Julia Ioffe writes: Sunday night, Vladimir Putin went on national television and explained his decision to slice American diplomatic staff in Russia by two-thirds. He was retaliating for Barack Obama’s December expulsion of 35 Russian diplomats, as well as newly passed congressional sanctions, by kicking out 755 American diplomatic staff—a response over 20 times stronger than Obama’s original retaliation for Russian election meddling. But Putin sounded calm and humble, like a disappointed parent who has no choice left but to send a recalcitrant child to military school. “We were waiting for a long time, thinking that maybe something will change for the better; we kept hope alive that the situation will change,” Putin said. “But judging by everything that’s happened, if something’s going to change, it won’t be soon.”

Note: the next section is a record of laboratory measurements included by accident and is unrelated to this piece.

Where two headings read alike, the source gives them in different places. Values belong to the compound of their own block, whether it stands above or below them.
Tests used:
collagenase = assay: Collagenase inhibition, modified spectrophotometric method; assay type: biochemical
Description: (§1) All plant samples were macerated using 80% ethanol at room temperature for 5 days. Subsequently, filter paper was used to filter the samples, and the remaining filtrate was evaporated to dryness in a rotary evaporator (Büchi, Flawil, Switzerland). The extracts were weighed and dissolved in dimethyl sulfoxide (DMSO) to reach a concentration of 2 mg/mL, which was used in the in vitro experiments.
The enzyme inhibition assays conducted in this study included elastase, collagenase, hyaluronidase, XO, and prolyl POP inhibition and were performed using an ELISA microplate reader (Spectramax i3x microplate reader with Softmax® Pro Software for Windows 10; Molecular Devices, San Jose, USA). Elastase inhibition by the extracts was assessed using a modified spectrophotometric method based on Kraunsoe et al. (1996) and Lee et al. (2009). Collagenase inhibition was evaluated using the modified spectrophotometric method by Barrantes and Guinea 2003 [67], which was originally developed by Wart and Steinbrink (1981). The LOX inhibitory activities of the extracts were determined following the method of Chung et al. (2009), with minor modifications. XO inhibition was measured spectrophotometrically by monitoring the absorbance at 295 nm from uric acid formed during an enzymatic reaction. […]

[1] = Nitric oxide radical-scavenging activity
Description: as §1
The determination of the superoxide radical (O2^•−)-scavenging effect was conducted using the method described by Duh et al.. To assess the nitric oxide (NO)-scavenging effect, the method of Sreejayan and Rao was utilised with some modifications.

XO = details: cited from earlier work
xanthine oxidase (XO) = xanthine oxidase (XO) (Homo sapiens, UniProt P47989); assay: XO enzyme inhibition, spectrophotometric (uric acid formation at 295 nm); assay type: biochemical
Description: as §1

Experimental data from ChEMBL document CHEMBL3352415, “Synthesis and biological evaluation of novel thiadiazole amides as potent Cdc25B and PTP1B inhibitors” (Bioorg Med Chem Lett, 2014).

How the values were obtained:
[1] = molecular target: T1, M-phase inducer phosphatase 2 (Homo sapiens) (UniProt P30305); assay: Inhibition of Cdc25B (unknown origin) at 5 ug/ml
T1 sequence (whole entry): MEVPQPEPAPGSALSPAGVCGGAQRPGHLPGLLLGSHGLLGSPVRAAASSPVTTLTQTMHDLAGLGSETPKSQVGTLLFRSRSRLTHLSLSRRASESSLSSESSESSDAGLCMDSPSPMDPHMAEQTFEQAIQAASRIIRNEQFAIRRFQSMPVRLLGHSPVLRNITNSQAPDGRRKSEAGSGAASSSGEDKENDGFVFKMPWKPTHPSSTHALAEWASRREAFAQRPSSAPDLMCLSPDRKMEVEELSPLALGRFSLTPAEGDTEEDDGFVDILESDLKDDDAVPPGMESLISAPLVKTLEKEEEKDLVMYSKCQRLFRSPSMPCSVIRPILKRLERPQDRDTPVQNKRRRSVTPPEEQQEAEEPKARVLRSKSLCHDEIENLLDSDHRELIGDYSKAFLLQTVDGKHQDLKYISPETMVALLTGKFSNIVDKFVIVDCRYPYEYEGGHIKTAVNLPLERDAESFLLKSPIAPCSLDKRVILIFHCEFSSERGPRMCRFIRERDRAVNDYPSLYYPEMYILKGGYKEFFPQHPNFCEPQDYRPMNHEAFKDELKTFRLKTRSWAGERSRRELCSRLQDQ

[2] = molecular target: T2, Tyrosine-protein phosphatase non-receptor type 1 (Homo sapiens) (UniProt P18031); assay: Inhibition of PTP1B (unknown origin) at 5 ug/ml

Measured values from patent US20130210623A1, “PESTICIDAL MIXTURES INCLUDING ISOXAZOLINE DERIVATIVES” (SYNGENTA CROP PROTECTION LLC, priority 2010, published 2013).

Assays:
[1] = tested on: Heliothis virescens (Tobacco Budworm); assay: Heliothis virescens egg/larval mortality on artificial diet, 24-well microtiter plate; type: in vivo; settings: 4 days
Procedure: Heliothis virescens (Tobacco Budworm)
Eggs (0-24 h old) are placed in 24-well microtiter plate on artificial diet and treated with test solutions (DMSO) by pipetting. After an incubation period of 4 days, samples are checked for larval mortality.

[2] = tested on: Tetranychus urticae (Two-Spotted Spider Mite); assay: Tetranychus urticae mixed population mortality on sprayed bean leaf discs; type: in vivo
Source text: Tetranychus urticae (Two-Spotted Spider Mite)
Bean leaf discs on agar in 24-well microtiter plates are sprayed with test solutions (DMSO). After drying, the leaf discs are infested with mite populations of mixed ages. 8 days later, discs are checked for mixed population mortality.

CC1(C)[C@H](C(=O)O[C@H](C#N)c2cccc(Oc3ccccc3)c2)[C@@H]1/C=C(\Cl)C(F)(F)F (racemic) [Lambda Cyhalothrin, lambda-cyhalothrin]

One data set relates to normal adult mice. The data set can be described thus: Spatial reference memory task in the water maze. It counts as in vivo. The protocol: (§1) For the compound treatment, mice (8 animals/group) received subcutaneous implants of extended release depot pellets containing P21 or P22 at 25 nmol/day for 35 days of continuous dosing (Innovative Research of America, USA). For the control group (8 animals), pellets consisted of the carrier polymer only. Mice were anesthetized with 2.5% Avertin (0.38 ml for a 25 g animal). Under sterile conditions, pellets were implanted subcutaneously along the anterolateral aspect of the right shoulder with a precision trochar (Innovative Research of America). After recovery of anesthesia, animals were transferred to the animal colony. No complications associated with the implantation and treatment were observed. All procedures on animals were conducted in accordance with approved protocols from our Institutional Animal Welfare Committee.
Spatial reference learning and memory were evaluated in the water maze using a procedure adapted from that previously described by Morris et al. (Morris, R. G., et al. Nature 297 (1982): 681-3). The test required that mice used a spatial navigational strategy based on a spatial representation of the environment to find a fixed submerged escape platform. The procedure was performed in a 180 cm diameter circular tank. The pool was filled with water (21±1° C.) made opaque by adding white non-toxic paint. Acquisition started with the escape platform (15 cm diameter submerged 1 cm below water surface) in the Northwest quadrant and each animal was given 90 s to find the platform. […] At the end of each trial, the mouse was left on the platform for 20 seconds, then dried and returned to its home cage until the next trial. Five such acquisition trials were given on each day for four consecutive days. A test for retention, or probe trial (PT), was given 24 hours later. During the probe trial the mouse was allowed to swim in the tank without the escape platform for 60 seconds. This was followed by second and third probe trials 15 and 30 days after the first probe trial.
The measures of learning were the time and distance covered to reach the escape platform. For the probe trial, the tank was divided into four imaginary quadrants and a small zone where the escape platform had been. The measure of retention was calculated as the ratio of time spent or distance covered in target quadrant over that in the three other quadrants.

This is Putin’s way of dressing up a bad situation: try to sound like the sole adult in the room, even as you actively make the situation worse. It’s what Putin did, for example, in Syria, financing and arming the Assad regime while calling for peace talks, then stalling and dragging them out as long as possible, all while taking the same resigned yet exasperated tone of the peacemaker stymied by unruly children.
Because the fact is, the situation is bad, for Moscow and for Washington, and it’s been exacerbated by both sides. [Continue reading…]